Section 2: College Applications
- College Application Tips
- Parts of the College Application & Steps to Applying
- The College is “Test Optional:” what does it mean?
- Paying for College Applications
- What is the Common Application?
- Useful Admission & Application Terms
- 2a: Deep Dive into the UTK application
- 2b: Personal Statements/Essays
Applying to college is stressful. You are doing something you have NEVER done before! It’s completely normal to feel uncertain, anxious, nervous, scared.
College Application Tips
Fall is the time to apply to ALL colleges. Many colleges have priority deadlines as early as November 1. The earlier you apply, the more time you will have to access the scholarship applications for the college before a deadline, or be considered for scholarships. If you are planning to attend a TCAT, you should apply in the fall so you can be on the waitlist.
Observe the “two week” rule! Don’t wait until the last minute to apply. Let’s face it, you might wait until the last minute to apply to colleges. Just remember, a last minute decision on your part doesn’t mean that all your application materials will be received by the deadline. Try to complete an application and all required documents/materials TWO WEEKS before the deadline.
Freaking out about a college essay? Hold on a minute... Not all colleges require essays as part of the application. In fact, most do not. However, a college’s scholarship application may require a personal statement or essay (these two terms are used interchangeably by colleges which is incredibly frustrating). If you are applying to a college that requires an essay, this will probably be the most time consuming part of the entire application.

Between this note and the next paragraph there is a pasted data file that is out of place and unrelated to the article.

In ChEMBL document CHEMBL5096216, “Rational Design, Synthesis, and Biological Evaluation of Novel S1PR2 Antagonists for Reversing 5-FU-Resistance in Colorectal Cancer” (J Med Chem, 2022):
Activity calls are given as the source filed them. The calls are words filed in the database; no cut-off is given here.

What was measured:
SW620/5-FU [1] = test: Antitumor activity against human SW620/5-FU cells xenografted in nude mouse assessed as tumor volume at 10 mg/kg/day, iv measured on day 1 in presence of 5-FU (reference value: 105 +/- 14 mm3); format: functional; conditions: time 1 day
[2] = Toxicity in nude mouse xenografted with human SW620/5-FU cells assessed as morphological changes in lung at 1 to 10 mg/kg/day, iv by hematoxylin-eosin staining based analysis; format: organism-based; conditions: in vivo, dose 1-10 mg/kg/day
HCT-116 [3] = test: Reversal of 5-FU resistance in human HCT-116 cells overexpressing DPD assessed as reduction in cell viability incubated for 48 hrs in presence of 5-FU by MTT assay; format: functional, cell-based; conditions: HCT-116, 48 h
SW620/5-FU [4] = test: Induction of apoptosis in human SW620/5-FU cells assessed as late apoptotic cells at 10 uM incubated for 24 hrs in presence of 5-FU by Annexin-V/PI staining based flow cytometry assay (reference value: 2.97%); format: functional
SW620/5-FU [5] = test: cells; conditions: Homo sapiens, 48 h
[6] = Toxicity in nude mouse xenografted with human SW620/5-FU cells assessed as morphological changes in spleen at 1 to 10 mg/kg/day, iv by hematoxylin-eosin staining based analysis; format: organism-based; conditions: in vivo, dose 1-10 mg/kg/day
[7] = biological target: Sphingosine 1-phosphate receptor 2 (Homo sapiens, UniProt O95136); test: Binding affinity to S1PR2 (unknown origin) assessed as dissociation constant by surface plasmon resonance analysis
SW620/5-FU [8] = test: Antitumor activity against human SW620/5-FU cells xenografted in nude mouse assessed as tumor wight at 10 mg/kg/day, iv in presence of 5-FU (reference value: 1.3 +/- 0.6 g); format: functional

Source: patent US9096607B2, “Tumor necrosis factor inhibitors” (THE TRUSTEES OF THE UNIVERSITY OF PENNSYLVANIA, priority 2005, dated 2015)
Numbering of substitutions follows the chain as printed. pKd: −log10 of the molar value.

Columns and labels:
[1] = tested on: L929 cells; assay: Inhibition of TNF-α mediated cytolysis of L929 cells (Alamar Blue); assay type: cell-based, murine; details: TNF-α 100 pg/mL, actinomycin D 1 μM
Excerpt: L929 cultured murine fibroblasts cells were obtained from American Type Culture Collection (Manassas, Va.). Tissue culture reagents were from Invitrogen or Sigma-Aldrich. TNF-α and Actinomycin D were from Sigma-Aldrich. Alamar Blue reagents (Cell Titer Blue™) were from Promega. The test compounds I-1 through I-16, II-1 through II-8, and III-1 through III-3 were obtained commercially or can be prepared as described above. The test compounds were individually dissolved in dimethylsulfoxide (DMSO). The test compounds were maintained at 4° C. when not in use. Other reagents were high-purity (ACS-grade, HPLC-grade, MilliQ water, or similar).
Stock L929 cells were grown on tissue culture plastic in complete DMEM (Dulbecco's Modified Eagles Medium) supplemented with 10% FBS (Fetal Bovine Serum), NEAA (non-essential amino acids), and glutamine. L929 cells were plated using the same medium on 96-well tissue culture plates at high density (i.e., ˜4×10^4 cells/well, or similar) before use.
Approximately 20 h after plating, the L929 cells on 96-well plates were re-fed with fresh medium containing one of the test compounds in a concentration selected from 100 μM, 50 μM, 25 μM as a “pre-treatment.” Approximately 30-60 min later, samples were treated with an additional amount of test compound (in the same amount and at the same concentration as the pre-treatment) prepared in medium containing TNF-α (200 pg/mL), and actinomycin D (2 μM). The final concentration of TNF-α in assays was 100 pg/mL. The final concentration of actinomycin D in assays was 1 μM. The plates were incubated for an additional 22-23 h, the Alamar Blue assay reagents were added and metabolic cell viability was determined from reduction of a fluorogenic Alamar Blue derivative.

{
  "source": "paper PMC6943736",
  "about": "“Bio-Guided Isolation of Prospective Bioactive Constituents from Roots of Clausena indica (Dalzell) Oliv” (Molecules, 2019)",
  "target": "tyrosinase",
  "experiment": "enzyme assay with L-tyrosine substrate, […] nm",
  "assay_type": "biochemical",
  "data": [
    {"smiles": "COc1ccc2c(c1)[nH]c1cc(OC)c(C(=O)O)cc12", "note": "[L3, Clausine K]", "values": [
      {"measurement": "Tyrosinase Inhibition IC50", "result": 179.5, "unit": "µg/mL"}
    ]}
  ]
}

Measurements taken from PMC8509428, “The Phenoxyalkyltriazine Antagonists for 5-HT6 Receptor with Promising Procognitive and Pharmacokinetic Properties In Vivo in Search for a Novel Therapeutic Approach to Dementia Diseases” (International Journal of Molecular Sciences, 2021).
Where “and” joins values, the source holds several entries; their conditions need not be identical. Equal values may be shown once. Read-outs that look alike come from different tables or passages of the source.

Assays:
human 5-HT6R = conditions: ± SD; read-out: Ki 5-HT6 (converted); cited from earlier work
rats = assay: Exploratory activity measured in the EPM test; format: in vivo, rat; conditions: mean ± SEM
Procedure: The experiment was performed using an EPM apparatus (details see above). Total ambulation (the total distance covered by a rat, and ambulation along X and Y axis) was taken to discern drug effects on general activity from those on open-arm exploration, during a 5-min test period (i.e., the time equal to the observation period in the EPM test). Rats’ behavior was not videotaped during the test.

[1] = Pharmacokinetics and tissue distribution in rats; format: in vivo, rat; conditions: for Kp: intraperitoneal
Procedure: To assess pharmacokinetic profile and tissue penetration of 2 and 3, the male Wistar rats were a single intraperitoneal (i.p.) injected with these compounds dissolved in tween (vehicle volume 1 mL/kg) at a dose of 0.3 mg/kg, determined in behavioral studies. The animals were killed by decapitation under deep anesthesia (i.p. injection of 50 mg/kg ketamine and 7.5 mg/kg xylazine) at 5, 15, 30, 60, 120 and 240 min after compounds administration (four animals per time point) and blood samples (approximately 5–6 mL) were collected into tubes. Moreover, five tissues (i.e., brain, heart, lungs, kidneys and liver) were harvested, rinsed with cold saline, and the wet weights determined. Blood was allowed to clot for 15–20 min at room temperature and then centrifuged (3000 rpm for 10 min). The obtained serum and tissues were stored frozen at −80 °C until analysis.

Examples of Colleges Applications NOT requiring Essays/Personal Statements:
Austin Peay State University
East Tennessee State University
Lincoln Memorial University
Middle Tennessee State University
Pellissippi State Community College
Roane State Community College
Tennessee College of Applied Technology
Tennessee State University
Tennessee Technological University
Tennessee Wesleyan University
Tennessee Wesleyan University
University of Memphis
University of Tennessee Chattanooga
University of Tennessee Martin
Walters State Community College
You can (and should) apply to more than one college. If you are planning on attending TCAT Knoxville- there is usually a waiting list, so apply to another TCAT (Harriman or Loudon County!). If you are planning on attending community college, consider applying to both Pellissippi and Roane State. If you are determined to attend UTK, apply to 2-3 other colleges as well just in case!
Accepted to a college? That doesn’t mean you have to go there. You make the decision with your family after you have reviewed your financial aid and understand the cost of attendance (COA). This means you may not decide until close to May 1 or your senior year, which is considered National Decision Day.
Check your emails! There are many ways to hear about an admission decision from a college. Some colleges will mail you a letter, some will email you, some will send an email/notice through the application portal.
At some point, you’ll have questions, and are probably going to have to email your admissions counselor. Always include your name (first and last) in your email.
Adulting 101: You may have to call the college’s help desk if you have trouble accessing your account. They receive calls all day long, and have staff dedicated to answering questions. There are no stupid questions!
For MOST colleges, if you plan to “take a class or two at community college” the summer before you enroll in a 4 year university, you will no longer be considered a freshman, and will lose any freshman scholarships. It is YOUR responsibility to check with the college you are planning to attend to determine if this will affect your freshman standing.
Parts of the College Application & Steps to Applying
Admission Process- most are Online Applications
Paper applications are a thing of the past. Most colleges have a link to the college application on their school website. Here are some common steps to applying:
- Go to the college’s website,
- Locate and click on one of the following:
- Admissions (You are applying as a freshman, even if you have taken dual credit courses).
- Apply here/future students
- Create an account. Use an email address that is NOT your Knox County School email.
- You will create a Login ID for your application (username and a password or PIN). Write them down. DO NOT use your social security number as your login ID.
- For many colleges, once you are accepted, you will have to create a NEW username and password/PIN to access your admissions account. DO NOT use your social security number!